migration: international 3019

Given continual shifts in the patterns of
internal migration in both developing and more
developed parts of the world, and the impor
tance of these processes for social, political, and
demographic conditions, mobility between geo
graphical areas within countries will continue to
garner a good deal of research interest. Ideally,
data from censuses and surveys will be supple
mented by new sources that provide the basis
for more effective cross national comparisons
of migration behaviors, the direct assessment of
multifaceted motivations for migration, and the
opportunity to explore how the composition of
social networks, social structural conditions, and
other factors alter internal migration behaviors.

SEE ALSO: Demographic Data: Censuses,
Registers, Surveys; Environment and Urbani
zation; Metropolis; Migration: International;
Migration and the Labor Force; Residential
Segregation; Suburbs; Sunbelt; Uneven Devel
opment; UrbanRural Population Movements

REFERENCES AND SUGGESTED
READINGS

Bilsboro, R. E. (Ed.) (1998) Migration, Urbanization,
and Development: New Directions and Issues.
UNFPA/Kluwer, Norwell, MA.
DeJong, G. & Gardner, R. (Eds.) (1981) Migration
Decision Making. Pergamon, New York.
Frey, W. H. (1995) The New Geography of Popula-
tion Shifts. In: Farley, R. (Ed.), State of the Union:
America in the 1990s. Vol. 2: Social Trends. Russell
Sage Foundation, New York.
Jackson, K. (1985) Crabgrass Frontiers: The Suburba
nization of the United States. Oxford University
Press, New York.
Kasarda, J. & Crenshaw, E. M. (1991) Third
World Urbanization. Annual Review of Sociology
17: 467 501.
Lee, E. S. (1966) A Theory of Migration. Demogra
phy 1: 47 57.
Long, L. H. (1988) Migration and Residential Mobi
lity in the United States. Russell Sage Foundation,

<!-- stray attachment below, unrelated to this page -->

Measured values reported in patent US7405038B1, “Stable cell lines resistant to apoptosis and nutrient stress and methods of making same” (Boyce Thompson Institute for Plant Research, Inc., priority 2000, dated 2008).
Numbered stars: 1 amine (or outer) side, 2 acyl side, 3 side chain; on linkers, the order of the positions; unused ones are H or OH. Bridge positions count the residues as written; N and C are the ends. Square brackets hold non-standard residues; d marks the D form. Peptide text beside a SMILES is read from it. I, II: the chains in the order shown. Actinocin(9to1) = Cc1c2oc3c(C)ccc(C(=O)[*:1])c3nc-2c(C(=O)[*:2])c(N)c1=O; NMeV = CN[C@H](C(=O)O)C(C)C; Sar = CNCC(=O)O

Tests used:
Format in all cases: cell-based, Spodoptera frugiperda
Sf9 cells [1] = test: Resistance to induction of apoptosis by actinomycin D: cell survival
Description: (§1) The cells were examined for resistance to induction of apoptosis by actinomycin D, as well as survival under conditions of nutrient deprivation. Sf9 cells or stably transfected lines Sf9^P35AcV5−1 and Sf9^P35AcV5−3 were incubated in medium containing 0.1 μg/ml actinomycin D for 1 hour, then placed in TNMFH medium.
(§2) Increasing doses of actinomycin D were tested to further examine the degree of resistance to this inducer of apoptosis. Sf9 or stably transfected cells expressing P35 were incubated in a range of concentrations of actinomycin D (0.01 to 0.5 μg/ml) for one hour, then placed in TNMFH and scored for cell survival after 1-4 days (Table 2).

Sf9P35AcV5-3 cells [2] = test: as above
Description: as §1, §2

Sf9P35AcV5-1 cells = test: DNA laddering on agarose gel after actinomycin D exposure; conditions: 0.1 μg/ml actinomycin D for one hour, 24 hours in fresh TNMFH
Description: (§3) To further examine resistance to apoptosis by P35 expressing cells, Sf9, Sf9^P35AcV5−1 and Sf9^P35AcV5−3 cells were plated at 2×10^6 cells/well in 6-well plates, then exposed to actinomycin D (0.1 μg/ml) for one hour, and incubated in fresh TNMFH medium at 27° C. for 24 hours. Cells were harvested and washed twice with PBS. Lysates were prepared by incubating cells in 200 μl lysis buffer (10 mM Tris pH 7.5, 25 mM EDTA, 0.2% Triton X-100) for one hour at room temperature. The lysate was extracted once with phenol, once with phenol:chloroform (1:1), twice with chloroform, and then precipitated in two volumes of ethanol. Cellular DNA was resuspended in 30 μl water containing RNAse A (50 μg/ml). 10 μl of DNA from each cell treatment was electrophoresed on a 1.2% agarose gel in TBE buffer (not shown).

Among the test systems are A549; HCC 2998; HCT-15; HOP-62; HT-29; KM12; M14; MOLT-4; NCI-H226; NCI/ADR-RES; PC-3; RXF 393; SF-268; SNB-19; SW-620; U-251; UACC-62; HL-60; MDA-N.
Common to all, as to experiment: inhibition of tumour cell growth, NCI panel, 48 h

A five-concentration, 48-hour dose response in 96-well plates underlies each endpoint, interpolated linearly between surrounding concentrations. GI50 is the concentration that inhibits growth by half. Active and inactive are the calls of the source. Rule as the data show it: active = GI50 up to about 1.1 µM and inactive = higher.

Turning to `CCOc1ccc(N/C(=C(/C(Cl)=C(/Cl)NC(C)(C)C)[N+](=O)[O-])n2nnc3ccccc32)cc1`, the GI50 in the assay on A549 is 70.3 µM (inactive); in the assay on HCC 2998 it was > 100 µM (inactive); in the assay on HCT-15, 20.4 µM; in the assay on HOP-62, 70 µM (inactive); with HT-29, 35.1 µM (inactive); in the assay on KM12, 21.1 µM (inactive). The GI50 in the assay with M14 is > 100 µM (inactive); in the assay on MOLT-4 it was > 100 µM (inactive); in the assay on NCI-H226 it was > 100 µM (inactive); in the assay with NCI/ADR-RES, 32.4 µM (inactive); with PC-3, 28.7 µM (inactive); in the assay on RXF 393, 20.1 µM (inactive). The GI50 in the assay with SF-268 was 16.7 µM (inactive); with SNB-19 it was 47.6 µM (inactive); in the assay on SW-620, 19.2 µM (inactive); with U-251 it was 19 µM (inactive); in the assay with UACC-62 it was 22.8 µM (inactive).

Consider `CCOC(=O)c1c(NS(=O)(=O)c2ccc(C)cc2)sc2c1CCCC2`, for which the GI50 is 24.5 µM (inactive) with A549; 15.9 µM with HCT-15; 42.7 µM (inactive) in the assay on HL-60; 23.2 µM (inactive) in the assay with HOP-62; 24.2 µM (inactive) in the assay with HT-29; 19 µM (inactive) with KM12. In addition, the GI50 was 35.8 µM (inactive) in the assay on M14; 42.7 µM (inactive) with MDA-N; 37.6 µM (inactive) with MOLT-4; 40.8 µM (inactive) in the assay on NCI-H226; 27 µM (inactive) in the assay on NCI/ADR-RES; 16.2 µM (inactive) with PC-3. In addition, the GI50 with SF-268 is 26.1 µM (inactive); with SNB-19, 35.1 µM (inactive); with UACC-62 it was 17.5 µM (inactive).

New York.
Schachter, J. (2001) Why People Move: Exploring
the March 2000 Current Population Survey. Cur
rent Population Reports (P23 204). US Census
Bureau, Washington, DC.
Squires, G. D. (Ed.) (2002) Urban Sprawl: Causes,
Consequences, and Policy Responses. Urban Institute
Press, Washington, DC.
Tolnay, S. E. (2003) The African American Great
Migration and Beyond. Annual Review of Sociol
ogy 29: 209 32.
United Nations (1970) Methods of Measuring Internal
Migration, Manual VI. United Nations, New
York.
Zelinsky, W. (1971) The Hypothesis of the Mobility
Transition. Geographical Review 61: 219 49.

migration: international

Mary M. Kritz

International migration is generally defined as
the change of a persons usual place of resi
dence from one country to another. The Uni
ted Nations recommends that a time element of
at least one year be added to this definition in
order to differentiate international migrants
from international visitors. Because interna
tional migration is a dyadic process, this defini
tion applies both to moves into and out of a
given country and the process can be examined
from the standpoint of the sending or receiv
ing country. Arrivals and departures of citizens
and foreigners are part of the international
migration process, which has four components:
(1) the in migration of persons to a country
other than that of their place of birth or citizen
ship; (2) the return migration of nationals to
their home country after residing abroad;
(3) the out migration of nationals from their
home country; and (4) the out migration of for
eigners from the foreign country to which they
migrated. The first component, commonly
referred to as immigration, has received the most
research and policy attention.

MIGRATION AND THE NATION STATE

International migration is an appendage of the
nation state era. Throughout history, people
have migrated or left their communities and
homelands and established residence else
where. Only after the worlds territory became
organized into states with internationally recog
nized boundaries did the distinction between
internal and international migrants emerge.